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Netflix Boosted By Old Shows, But Margins May Suffer

The ‘Netflix effect’ has remerged with some of the streaming titan’s competitors changing their tactics by licensing their old TV shows and movies to their biggest competition – Netflix.

Analysts say the move could expand Netflix’s content catalogue and possibly erode its profit margins.

Back in 2007, Netflix used to depend on content licensed from other companies but because its competitors began their own streaming services, the leading streaming company had to change its strategy.

Now, however, it seems licensing has come back in vogue for streamers of content.

“Conventional wisdom of the last 10 years was that you keep everything in house,” said Casey Bloys, HBO’s chief executive. “But in the history of television, syndication — selling a show somewhere else — was the brass ring. It meant the show was successful and would have a life elsewhere.”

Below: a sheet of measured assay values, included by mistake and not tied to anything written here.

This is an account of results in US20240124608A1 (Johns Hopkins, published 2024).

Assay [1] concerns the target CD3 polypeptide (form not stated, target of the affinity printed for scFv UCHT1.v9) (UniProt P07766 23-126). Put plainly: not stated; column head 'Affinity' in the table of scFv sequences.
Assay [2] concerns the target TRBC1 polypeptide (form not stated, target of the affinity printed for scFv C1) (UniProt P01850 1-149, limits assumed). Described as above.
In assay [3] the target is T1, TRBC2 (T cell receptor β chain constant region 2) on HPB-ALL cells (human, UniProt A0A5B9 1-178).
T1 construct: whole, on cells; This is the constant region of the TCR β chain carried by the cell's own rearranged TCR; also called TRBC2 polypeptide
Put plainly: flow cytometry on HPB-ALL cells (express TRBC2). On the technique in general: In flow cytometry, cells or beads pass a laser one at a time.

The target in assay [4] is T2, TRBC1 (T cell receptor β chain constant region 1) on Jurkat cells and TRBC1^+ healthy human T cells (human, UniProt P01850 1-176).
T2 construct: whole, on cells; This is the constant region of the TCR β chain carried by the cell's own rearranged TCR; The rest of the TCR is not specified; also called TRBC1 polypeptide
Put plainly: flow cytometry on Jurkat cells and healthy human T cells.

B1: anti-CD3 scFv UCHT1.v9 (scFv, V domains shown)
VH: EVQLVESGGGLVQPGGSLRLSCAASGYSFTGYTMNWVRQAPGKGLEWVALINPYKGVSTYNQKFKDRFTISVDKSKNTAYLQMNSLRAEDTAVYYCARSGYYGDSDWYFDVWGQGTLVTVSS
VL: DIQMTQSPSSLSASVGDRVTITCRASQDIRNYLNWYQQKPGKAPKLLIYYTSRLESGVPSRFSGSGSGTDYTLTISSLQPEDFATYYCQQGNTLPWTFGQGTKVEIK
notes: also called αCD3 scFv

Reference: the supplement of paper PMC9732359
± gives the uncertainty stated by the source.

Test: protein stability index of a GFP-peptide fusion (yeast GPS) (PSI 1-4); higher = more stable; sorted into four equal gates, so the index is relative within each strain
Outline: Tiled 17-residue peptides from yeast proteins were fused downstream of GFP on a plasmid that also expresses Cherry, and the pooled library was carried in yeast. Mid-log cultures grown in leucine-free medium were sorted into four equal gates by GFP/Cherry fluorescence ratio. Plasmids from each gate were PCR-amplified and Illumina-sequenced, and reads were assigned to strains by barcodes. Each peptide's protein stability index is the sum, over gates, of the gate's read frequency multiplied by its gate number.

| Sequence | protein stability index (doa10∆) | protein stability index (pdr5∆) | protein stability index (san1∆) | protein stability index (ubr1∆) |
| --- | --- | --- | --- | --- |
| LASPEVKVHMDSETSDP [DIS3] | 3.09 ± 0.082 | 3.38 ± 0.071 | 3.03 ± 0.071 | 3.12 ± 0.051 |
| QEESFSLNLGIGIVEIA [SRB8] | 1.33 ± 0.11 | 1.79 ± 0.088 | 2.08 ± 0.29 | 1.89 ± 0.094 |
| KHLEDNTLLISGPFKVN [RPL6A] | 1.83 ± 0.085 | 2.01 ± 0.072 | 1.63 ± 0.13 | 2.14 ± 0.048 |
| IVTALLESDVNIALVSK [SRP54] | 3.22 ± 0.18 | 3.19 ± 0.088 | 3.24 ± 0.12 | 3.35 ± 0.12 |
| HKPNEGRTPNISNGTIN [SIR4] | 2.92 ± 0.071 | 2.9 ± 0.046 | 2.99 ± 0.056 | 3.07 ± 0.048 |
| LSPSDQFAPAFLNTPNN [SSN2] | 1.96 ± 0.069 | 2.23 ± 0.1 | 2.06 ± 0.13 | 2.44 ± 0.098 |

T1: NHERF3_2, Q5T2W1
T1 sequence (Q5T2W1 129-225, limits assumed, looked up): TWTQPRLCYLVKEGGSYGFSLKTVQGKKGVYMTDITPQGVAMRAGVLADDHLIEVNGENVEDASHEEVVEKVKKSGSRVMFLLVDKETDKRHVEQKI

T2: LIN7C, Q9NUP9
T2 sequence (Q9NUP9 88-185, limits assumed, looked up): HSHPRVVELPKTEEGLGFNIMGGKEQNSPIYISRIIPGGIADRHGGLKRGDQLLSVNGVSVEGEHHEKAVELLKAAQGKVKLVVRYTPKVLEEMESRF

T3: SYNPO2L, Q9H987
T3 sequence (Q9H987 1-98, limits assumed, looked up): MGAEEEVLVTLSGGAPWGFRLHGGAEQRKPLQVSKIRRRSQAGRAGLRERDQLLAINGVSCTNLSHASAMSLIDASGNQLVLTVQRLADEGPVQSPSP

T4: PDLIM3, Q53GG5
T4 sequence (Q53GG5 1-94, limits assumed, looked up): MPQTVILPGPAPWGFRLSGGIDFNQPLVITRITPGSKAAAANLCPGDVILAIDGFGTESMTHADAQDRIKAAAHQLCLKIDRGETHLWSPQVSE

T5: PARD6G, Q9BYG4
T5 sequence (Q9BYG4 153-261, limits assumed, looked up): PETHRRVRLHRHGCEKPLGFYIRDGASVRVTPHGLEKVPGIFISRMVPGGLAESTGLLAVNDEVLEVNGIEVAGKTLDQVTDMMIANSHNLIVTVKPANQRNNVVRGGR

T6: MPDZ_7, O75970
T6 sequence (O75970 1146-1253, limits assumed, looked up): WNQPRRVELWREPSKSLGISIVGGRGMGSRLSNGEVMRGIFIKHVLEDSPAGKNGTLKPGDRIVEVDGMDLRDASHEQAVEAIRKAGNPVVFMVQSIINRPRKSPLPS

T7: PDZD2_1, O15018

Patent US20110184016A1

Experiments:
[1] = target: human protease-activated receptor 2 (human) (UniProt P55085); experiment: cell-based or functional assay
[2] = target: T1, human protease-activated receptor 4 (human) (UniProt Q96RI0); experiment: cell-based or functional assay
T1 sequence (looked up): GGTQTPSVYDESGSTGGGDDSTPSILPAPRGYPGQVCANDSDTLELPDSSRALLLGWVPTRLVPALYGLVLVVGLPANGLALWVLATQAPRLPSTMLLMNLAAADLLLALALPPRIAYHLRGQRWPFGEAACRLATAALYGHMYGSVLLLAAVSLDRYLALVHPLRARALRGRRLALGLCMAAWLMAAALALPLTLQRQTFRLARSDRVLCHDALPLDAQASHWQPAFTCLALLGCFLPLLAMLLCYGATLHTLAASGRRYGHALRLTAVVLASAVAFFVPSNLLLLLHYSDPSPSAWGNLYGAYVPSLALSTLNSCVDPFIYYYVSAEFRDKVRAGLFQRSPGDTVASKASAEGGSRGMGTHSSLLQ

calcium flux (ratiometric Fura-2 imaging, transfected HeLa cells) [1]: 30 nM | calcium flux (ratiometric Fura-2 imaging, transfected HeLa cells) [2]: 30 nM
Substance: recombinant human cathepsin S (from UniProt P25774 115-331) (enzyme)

According to analysts at Morgan Stanley, Netflix’s Licensing deals could be a “long-term positive” and should widen the profitability gap over its streaming rivals.

However, the cost of the licensing and other endeavours could put pressure on Netflix’s profit margins in 2024, which has led analysts to augment their estimate for Netflix’s total cash spending next year by $500 million to $17.7 billion.

With Netflix reporting its results next week, investors will be paying close attention to how the new licensing and also the password-sharing crackdown plays out in regards to revenue.

The timing for the comeback of licensing deals happened around the strikes in Hollywood, brought production to a halt, but with the writer’s strike ending and only the actors strike continuing, the new deals have resurrected some of the older shows like Suits and Ballers.

Both series were at the top of the Nielsen Streaming for three months, showing that these older shows can boost a network’s rankings.

“Without doing anything on Max, the engagement on Ballers and Insecure really saw a spike when they were on Netflix,” Bloys said. “The initial experiment we had with a couple of titles has had an immediate positive impact on Max.”

Despite these licensing deals’ positive impact, Bloys said there are some high-drawing shows for audiences that will never be streamed on Netflix. “I doubt you’ll see Succession or White Lotus,” he said.

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